Views: 376776 Ann K. Emery
Historical Analysis and Interpretation
 
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Historical Analysis and Interpretation HT Standard 3 Difference between facts and interpretations. Fact -- something undeniable. Used as evidence. Interpretation -- an explanation based on information or personal experiences. Hold interpretations as tentative. They can change! Multiple perspectives. Compare differing sets of ideas, values, personalities, behaviors, and institutions. Evaluate debates among historians. Compare competing historical narratives. Cause and effect Challenge arguments of inevitability. Hypothesize the influence of the past.
Views: 8815 David Hunter
Qualitative analysis of interview data: A step-by-step guide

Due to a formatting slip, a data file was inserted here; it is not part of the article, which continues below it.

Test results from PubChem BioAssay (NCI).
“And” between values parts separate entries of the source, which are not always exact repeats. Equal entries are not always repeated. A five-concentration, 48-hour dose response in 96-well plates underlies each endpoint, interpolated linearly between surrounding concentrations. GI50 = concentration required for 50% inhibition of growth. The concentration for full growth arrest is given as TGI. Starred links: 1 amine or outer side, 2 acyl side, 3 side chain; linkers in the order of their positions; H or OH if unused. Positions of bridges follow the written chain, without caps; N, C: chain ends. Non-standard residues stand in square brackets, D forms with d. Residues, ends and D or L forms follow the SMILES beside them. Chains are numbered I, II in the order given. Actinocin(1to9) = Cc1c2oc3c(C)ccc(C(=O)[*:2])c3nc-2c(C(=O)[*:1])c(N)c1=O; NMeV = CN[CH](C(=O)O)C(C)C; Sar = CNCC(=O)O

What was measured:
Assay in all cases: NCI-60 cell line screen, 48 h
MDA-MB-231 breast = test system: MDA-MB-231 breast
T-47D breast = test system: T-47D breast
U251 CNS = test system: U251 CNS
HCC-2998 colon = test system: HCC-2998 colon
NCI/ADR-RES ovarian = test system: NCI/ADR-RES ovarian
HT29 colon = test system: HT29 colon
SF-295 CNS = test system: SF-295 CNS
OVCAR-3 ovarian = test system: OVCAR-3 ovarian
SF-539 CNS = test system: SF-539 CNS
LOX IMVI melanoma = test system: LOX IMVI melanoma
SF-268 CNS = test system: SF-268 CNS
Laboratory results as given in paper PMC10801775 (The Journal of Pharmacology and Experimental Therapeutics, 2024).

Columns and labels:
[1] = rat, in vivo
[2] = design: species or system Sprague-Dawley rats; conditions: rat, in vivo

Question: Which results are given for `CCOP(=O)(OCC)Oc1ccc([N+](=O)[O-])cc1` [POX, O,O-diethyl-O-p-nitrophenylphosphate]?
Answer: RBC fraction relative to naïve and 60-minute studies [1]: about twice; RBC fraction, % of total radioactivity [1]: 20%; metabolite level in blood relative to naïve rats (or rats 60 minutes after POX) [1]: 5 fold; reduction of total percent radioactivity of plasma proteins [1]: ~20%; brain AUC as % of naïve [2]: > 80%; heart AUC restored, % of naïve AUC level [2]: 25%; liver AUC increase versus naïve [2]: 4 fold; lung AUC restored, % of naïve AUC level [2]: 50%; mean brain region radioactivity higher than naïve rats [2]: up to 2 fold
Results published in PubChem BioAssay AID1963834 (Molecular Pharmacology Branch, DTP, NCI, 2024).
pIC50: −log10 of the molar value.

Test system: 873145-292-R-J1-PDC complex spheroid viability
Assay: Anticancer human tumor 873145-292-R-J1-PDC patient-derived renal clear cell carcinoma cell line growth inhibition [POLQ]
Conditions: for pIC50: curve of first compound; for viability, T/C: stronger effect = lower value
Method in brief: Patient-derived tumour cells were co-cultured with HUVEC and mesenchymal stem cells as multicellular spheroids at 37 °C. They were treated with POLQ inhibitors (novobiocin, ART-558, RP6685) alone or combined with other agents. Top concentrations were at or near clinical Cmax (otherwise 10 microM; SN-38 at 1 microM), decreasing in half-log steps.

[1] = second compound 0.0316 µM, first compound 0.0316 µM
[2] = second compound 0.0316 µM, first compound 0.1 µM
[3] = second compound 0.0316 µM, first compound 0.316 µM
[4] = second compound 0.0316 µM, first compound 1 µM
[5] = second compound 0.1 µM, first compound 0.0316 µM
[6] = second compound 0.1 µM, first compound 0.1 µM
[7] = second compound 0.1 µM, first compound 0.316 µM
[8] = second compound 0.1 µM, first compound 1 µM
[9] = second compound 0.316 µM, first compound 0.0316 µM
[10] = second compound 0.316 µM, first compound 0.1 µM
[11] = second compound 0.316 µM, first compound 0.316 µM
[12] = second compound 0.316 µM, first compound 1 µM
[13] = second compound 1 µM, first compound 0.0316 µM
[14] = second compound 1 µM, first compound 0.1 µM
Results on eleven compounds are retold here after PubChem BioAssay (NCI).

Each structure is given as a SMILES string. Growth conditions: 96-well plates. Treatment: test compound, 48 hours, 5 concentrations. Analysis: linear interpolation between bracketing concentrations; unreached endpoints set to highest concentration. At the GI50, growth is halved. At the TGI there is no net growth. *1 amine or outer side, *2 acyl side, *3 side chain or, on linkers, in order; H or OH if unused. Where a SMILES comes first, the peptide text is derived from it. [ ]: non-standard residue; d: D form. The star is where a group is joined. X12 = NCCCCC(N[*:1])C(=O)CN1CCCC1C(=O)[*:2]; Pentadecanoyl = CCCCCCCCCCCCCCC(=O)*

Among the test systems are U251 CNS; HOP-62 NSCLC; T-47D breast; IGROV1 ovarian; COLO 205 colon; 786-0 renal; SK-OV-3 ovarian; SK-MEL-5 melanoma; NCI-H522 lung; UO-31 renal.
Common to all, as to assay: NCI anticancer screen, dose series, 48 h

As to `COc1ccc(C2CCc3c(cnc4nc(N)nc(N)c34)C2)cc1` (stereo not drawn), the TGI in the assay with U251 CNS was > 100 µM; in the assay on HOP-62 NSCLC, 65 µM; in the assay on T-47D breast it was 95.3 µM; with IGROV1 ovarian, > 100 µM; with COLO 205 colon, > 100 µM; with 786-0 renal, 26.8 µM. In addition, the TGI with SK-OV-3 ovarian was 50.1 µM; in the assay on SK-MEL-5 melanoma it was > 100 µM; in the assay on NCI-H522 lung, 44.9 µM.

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The content applies to qualitative data analysis in general. Do not forget to share this Youtube link with your friends. The steps are also described in writing below (Click Show more): STEP 1, reading the transcripts 1.1. Browse through all transcripts, as a whole. 1.2. Make notes about your impressions. 1.3. Read the transcripts again, one by one. 1.4. Read very carefully, line by line. STEP 2, labeling relevant pieces 2.1. Label relevant words, phrases, sentences, or sections. 2.2. Labels can be about actions, activities, concepts, differences, opinions, processes, or whatever you think is relevant. 2.3. You might decide that something is relevant to code because: *it is repeated in several places; *the interviewee explicitly states that it is important; *you have read about something similar in reports, e.g. scientific articles; *it reminds you of a theory or a concept; *or for some other reason that you think is relevant. You can use preconceived theories and concepts, be open-minded, aim for a description of things that are superficial, or aim for a conceptualization of underlying patterns. It is all up to you. It is your study and your choice of methodology. You are the interpreter and these phenomena are highlighted because you consider them important. Just make sure that you tell your reader about your methodology, under the heading Method. Be unbiased, stay close to the data, i.e. the transcripts, and do not hesitate to code plenty of phenomena. You can have lots of codes, even hundreds. STEP 3, decide which codes are the most important, and create categories by bringing several codes together 3.1. Go through all the codes created in the previous step. Read them, with a pen in your hand. 3.2. You can create new codes by combining two or more codes. 3.3. You do not have to use all the codes that you created in the previous step. 3.4. In fact, many of these initial codes can now be dropped. 3.5. Keep the codes that you think are important and group them together in the way you want. 3.6. Create categories. (You can call them themes if you want.) 3.7. The categories do not have to be of the same type. They can be about objects, processes, differences, or whatever. 3.8. Be unbiased, creative and open-minded. 3.9. Your work now, compared to the previous steps, is on a more general, abstract level. You are conceptualizing your data. STEP 4, label categories and decide which are the most relevant and how they are connected to each other 4.1. Label the categories. Here are some examples: Adaptation (Category) Updating rulebook (sub-category) Changing schedule (sub-category) New routines (sub-category) Seeking information (Category) Talking to colleagues (sub-category) Reading journals (sub-category) Attending meetings (sub-category) Problem solving (Category) Locate and fix problems fast (sub-category) Quick alarm systems (sub-category) 4.2. Describe the connections between them. 4.3. The categories and the connections are the main result of your study. It is new knowledge about the world, from the perspective of the participants in your study. STEP 5, some options 5.1. Decide if there is a hierarchy among the categories. 5.2. Decide if one category is more important than the other. 5.3. Draw a figure to summarize your results. STEP 6, write up your results 6.1. Under the heading Results, describe the categories and how they are connected. Use a neutral voice, and do not interpret your results. 6.2. Under the heading Discussion, write out your interpretations and discuss your results. Interpret the results in light of, for example: *results from similar, previous studies published in relevant scientific journals; *theories or concepts from your field; *other relevant aspects. STEP 7 Ending remark Nb: it is also OK not to divide the data into segments. Narrative analysis of interview transcripts, for example, does not rely on the fragmentation of the interview data. (Narrative analysis is not discussed in this tutorial.) Further, I have assumed that your task is to make sense of a lot of unstructured data, i.e. that you have qualitative data in the form of interview transcripts. However, remember that most of the things I have said in this tutorial are basic, and also apply to qualitative analysis in general. You can use the steps described in this tutorial to analyze: *notes from participatory observations; *documents; *web pages; *or other types of qualitative data. STEP 8 Suggested reading Alan Bryman's book: 'Social Research Methods' published by Oxford University Press. Steinar Kvale's and Svend Brinkmann's book 'InterViews: Learning the Craft of Qualitative Research Interviewing' published by SAGE. Text and video (including audio) © Kent Löfgren, Sweden